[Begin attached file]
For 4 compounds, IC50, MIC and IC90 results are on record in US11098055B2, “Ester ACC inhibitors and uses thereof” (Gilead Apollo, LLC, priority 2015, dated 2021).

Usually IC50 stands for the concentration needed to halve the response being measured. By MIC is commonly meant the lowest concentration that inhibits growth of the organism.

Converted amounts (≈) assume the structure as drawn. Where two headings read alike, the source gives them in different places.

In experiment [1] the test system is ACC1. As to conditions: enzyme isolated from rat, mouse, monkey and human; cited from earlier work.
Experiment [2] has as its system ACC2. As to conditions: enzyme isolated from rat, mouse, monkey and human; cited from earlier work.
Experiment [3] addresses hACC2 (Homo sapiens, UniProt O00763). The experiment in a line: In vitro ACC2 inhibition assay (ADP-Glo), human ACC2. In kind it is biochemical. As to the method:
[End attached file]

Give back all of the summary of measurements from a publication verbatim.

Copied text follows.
For 4 compounds, IC50, MIC and IC90 results are on record in US11098055B2, “Ester ACC inhibitors and uses thereof” (Gilead Apollo, LLC, priority 2015, dated 2021).

Usually IC50 stands for the concentration needed to halve the response being measured. By MIC is commonly meant the lowest concentration that inhibits growth of the organism.

Converted amounts (≈) assume the structure as drawn. Where two headings read alike, the source gives them in different places.

In experiment [1] the test system is ACC1. As to conditions: enzyme isolated from rat, mouse, monkey and human; cited from earlier work.
Experiment [2] has as its system ACC2. As to conditions: enzyme isolated from rat, mouse, monkey and human; cited from earlier work.
Experiment [3] addresses hACC2 (Homo sapiens, UniProt O00763). The experiment in a line: In vitro ACC2 inhibition assay (ADP-Glo), human ACC2. In kind it is biochemical. As to the method: